Japanese Instructors to Equip UPDF with Engineering Skills Top story

1716 Views Jinja, Uganda

In short
Kameda says Japan has extended aid worth US$ 70 million to different African countries with the aim of purchasing heavy road machinery and offering training skills.

A selected team of Uganda People's Defense Forces-UPDF officers are set to benefit from training in handling big machines and engineering skills by 22 officers from the Japanese Self-Defense Forces.

The Japanese Ambassador to Uganda, Kazuaki Kameda launched the three month's training at the Uganda Rapid Deployment Capability Center-URDCC in Jinja district on Monday. 



The training is part of the triangular partnership project-TPP for rapid deployment of enabling capabilities.




The TPP project is a United Nations initiative formed in 2015 with an aim strengthening the capabilities of peace support troop contributing countries. 


The initiative comprises five countries namely Japan, Israel, Brazil, Switzerland, and Uganda who share both training skills and equipment in preparation of successful peace support operations. 





Kameda says Japan has extended aid worth US$ 70 million to different African countries with the aim of purchasing heavy road machinery and offering training skills. 




He disclosed that over 192 Japanese instructors have trained 300 engineers from the different peace support contributing countries and believes that such training will boost the UPDF capability.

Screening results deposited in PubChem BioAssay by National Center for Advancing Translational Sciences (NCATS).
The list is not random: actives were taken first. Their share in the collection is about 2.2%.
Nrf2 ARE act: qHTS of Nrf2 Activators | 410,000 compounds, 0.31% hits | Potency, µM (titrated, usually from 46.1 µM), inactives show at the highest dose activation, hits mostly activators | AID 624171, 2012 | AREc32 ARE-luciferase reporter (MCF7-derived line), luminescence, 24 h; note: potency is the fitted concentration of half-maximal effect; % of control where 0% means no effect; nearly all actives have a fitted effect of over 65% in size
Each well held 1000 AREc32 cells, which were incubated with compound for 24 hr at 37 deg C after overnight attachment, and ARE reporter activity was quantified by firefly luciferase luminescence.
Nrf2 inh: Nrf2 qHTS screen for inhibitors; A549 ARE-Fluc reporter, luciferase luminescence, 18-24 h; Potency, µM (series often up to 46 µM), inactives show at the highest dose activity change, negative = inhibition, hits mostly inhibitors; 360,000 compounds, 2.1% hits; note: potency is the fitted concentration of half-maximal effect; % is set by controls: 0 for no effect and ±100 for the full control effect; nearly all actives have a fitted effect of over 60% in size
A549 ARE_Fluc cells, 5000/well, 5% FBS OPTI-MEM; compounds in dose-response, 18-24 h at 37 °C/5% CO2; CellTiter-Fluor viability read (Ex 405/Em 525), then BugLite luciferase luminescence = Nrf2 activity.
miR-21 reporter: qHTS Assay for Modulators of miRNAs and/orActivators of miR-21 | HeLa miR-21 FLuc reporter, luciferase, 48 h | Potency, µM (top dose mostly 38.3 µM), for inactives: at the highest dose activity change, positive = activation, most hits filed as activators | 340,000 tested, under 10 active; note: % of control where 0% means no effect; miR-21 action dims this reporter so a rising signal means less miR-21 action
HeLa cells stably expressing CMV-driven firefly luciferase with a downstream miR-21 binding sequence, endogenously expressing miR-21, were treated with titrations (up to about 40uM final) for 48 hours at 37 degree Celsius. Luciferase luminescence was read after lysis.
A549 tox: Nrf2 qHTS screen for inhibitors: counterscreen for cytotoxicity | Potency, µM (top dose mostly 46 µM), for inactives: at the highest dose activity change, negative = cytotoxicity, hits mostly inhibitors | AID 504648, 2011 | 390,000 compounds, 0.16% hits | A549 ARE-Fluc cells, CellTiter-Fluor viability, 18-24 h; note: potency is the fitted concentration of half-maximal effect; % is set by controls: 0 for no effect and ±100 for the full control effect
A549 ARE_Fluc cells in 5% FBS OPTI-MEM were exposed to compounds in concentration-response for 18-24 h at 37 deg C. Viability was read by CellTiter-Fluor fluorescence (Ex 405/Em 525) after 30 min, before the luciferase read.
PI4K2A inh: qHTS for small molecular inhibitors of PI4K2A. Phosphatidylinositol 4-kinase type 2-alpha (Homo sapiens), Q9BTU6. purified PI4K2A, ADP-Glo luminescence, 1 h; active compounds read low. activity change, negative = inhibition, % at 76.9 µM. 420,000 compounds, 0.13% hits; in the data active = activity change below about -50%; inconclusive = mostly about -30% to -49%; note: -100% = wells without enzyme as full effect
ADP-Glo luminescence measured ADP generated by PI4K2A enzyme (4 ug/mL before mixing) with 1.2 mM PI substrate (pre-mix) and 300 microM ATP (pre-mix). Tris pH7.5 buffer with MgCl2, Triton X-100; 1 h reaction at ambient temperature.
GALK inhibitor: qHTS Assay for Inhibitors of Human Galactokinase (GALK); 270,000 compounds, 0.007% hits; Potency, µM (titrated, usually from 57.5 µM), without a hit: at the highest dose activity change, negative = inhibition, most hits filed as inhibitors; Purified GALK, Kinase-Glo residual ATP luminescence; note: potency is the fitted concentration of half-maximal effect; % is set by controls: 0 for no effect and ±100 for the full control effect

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Kameda further says that Uganda is the largest peace support troop contributing country in East Africa and needs engineering training so as to standout as an all round force in tackling emergencies.   





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Maj. Gen. Silver Kayemba, the UPDF's military Attaché at Uganda's Permanent Mission to the United Nations, said Uganda has resolved to offer soldiers for peace support missions without a caveat. 




He said in so doing, the force can freely contribute to other community needs like road construction in war ravaged areas in pursuit of stability without consulting UPDF.



Kayemba argues that peace support operations involve very many preparation activities like setting up a camp and access roads among others, which warrants a well-trained engineering department to handle such tasks.  




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